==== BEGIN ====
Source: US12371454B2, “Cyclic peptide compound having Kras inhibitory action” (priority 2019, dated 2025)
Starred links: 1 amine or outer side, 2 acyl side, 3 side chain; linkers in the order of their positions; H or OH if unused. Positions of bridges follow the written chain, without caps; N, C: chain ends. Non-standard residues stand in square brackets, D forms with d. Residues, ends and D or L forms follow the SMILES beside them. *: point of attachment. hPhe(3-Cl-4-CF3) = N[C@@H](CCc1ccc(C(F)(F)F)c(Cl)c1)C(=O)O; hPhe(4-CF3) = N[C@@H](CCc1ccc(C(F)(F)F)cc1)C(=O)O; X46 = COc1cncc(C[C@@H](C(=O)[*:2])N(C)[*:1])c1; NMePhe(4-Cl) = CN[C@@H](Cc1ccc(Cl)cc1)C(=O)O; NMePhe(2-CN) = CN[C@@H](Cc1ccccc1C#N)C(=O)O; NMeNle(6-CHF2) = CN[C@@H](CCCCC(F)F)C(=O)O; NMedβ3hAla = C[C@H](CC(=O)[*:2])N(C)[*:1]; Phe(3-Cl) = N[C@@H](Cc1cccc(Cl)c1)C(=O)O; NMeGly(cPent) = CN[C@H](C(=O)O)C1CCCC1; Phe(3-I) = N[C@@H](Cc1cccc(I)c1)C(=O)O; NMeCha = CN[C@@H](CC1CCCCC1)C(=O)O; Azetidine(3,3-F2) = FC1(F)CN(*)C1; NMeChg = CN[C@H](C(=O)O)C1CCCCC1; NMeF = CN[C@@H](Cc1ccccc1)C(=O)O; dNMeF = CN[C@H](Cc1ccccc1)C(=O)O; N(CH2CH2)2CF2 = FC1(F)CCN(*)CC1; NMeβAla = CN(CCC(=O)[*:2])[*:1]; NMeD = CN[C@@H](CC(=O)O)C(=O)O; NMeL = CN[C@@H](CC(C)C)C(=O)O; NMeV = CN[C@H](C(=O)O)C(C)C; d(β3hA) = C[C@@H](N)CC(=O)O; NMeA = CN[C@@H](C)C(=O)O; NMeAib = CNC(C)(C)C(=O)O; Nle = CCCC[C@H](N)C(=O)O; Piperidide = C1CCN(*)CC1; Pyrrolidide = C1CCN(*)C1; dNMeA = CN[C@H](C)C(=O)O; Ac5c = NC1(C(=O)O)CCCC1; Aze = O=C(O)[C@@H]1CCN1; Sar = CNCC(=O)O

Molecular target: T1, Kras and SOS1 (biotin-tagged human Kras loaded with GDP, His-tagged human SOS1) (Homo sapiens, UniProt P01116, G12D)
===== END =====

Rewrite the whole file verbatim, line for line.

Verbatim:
Source: US12371454B2, “Cyclic peptide compound having Kras inhibitory action” (priority 2019, dated 2025)
Starred links: 1 amine or outer side, 2 acyl side, 3 side chain; linkers in the order of their positions; H or OH if unused. Positions of bridges follow the written chain, without caps; N, C: chain ends. Non-standard residues stand in square brackets, D forms with d. Residues, ends and D or L forms follow the SMILES beside them. *: point of attachment. hPhe(3-Cl-4-CF3) = N[C@@H](CCc1ccc(C(F)(F)F)c(Cl)c1)C(=O)O; hPhe(4-CF3) = N[C@@H](CCc1ccc(C(F)(F)F)cc1)C(=O)O; X46 = COc1cncc(C[C@@H](C(=O)[*:2])N(C)[*:1])c1; NMePhe(4-Cl) = CN[C@@H](Cc1ccc(Cl)cc1)C(=O)O; NMePhe(2-CN) = CN[C@@H](Cc1ccccc1C#N)C(=O)O; NMeNle(6-CHF2) = CN[C@@H](CCCCC(F)F)C(=O)O; NMedβ3hAla = C[C@H](CC(=O)[*:2])N(C)[*:1]; Phe(3-Cl) = N[C@@H](Cc1cccc(Cl)c1)C(=O)O; NMeGly(cPent) = CN[C@H](C(=O)O)C1CCCC1; Phe(3-I) = N[C@@H](Cc1cccc(I)c1)C(=O)O; NMeCha = CN[C@@H](CC1CCCCC1)C(=O)O; Azetidine(3,3-F2) = FC1(F)CN(*)C1; NMeChg = CN[C@H](C(=O)O)C1CCCCC1; NMeF = CN[C@@H](Cc1ccccc1)C(=O)O; dNMeF = CN[C@H](Cc1ccccc1)C(=O)O; N(CH2CH2)2CF2 = FC1(F)CCN(*)CC1; NMeβAla = CN(CCC(=O)[*:2])[*:1]; NMeD = CN[C@@H](CC(=O)O)C(=O)O; NMeL = CN[C@@H](CC(C)C)C(=O)O; NMeV = CN[C@H](C(=O)O)C(C)C; d(β3hA) = C[C@@H](N)CC(=O)O; NMeA = CN[C@@H](C)C(=O)O; NMeAib = CNC(C)(C)C(=O)O; Nle = CCCC[C@H](N)C(=O)O; Piperidide = C1CCN(*)CC1; Pyrrolidide = C1CCN(*)C1; dNMeA = CN[C@H](C)C(=O)O; Ac5c = NC1(C(=O)O)CCCC1; Aze = O=C(O)[C@@H]1CCN1; Sar = CNCC(=O)O

Molecular target: T1, Kras and SOS1 (biotin-tagged human Kras loaded with GDP, His-tagged human SOS1) (Homo sapiens, UniProt P01116, G12D)